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The Food World Mourns Death of New Orleans Icon Leah Chase

The queen of Creole cooking died at the age of 96

New Orleans icon Leah Chase on an episode of Bravo’s ‘Top Chef’
Photo by: David Moir/Bravo/NBCU Photo Bank via Getty Images
Hillary Dixler Canavan is Eater's restaurant editor and the author of the publication's debut book, Eater: 100 Essential Restaurant Recipes From the Authority on Where to Eat and Why It Matters (Abrams, September 2023). Her work focuses on dining trends and the people changing the industry — and scouting the next hot restaurant you need to try on Eater's annual Best New Restaurant list.

New Orleans lost an icon with the passing of chef-restaurateur Leah Chase this weekend. As reported by the | Times-Picayune and the Advocate, Chase died on Saturday, June 1, at the age of 96.

In her decades at the helm of her restaurant, Dooky Chase’s, in Treme, Chase was known as the Queen of Creole cooking. The historic restaurant became a hub for the Civil Rights movement. She and her family stood in defiance of the law by allowing both black and white activists in the dining room to meet over dishes like her famous gumbo z’herbes. A statement from Chase’s family notes that “One of her most prized contributions was advocating for the Civil Rights Movement through feeding those on the front lines of the struggle for human dignity.”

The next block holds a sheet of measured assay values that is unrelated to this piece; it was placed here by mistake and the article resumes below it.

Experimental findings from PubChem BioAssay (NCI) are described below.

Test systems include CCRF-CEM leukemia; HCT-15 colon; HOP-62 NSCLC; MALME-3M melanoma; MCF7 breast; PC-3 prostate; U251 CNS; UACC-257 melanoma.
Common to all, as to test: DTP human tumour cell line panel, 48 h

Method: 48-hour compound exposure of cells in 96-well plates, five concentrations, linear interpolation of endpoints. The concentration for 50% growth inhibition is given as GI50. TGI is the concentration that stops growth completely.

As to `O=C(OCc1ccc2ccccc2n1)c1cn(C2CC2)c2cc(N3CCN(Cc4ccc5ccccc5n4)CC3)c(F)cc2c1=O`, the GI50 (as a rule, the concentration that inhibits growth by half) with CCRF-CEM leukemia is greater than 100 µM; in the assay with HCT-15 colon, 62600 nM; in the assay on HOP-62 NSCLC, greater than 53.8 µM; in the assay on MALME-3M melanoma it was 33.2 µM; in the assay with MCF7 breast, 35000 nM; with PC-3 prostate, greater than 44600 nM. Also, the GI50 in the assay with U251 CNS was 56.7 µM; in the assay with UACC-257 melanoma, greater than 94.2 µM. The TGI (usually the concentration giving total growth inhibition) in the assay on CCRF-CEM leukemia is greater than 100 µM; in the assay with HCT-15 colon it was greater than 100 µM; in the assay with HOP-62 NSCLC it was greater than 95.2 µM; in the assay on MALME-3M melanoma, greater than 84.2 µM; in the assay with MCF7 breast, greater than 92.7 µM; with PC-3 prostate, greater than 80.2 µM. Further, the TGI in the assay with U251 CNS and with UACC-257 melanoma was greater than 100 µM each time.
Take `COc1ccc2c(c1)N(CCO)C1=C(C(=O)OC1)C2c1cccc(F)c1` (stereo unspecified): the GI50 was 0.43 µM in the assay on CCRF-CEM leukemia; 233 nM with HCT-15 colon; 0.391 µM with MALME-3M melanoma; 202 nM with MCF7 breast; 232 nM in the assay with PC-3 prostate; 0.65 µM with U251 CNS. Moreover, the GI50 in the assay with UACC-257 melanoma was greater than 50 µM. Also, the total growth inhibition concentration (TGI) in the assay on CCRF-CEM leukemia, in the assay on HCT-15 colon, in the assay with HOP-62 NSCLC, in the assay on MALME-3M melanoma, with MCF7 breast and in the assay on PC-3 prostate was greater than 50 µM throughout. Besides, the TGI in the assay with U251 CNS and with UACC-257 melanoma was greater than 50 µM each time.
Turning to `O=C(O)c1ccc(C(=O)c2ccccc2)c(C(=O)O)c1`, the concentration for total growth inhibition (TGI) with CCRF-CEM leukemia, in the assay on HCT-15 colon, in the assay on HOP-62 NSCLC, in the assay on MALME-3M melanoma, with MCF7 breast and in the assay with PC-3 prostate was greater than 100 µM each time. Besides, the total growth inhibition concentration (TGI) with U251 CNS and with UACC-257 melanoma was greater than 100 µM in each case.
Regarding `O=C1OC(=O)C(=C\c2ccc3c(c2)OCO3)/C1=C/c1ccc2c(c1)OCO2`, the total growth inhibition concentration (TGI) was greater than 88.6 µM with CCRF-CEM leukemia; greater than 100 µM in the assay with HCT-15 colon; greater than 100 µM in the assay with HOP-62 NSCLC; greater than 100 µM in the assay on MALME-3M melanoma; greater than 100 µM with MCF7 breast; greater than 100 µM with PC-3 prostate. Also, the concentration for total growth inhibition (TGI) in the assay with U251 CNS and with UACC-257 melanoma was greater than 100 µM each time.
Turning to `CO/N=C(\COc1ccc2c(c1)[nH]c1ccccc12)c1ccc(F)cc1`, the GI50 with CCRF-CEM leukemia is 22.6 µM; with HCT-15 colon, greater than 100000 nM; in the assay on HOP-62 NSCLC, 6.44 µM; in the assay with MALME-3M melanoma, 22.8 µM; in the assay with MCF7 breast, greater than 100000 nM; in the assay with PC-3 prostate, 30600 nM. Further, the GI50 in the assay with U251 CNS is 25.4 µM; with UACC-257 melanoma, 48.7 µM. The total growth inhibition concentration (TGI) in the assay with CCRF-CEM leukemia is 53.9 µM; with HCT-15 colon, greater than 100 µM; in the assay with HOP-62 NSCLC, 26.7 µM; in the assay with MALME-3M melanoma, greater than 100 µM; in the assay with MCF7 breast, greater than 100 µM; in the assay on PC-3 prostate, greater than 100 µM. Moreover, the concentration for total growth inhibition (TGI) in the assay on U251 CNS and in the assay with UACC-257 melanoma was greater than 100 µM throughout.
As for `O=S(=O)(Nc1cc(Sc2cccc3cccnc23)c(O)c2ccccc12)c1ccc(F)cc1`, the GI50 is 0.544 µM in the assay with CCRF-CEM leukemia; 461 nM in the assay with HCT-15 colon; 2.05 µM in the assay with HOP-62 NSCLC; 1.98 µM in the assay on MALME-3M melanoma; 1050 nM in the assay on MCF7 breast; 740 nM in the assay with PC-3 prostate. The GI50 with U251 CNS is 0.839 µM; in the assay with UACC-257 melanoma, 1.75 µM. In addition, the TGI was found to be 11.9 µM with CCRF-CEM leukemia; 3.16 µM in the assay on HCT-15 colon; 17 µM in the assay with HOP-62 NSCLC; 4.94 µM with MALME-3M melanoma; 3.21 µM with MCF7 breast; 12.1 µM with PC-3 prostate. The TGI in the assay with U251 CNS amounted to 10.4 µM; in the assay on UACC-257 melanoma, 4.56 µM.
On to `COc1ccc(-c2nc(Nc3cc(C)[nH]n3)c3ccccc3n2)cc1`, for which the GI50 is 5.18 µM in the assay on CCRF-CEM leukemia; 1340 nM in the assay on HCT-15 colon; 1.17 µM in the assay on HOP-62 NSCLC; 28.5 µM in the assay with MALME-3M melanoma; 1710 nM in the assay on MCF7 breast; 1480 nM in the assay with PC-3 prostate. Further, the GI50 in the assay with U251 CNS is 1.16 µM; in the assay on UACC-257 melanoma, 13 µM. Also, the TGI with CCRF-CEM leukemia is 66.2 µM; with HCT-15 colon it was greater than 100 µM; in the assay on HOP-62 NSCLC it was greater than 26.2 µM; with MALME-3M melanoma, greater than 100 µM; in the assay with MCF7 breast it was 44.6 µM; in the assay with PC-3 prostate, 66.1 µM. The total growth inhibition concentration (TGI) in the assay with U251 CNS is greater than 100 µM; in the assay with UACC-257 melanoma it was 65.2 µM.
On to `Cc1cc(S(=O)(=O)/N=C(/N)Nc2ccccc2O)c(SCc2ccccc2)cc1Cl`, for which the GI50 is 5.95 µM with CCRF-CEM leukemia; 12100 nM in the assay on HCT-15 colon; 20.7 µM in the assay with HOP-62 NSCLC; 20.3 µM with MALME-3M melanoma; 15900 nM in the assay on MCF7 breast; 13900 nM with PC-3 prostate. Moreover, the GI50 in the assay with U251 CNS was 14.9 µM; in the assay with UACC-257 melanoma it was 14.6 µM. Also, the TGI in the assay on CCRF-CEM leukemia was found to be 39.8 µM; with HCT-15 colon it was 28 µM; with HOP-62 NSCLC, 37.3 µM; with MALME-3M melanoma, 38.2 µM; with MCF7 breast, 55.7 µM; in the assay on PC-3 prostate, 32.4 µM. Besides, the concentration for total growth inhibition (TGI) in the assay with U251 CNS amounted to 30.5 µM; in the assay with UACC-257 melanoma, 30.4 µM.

Few chefs have ascended to the level of cultural recognition earned by Chase. She served presidents and musicians, inspired the Disney princess Tiana, was immortalized in Beyoncé’s “Lemonade” music video, and in 2016 earned a Lifetime Achievement Award from the James Beard Foundation.

Since news broke last night, tributes have been pouring in on social media.

Many in New Orleans — including the mayor — noted Chase’s prominence in and profound importance to the city.

Many mourned the passing of one the last remaining keepers of a specific culinary and social history. James Beard Award-winning writer and culinary historian Michael Twitty noted that “the last of a generation is gone” in a moving thread.

Other tributes from around the food world highlighted her activism, her journey, and her ability to inspire others.

Leah Chase, whose restaurant Dooky Chase’s helped change New Orleans, dies at 96 [The Advocate]
Leah Chase, New Otleans’ matriarch of Creole cuisine, dead at 96 [ | The Times-Picuyune]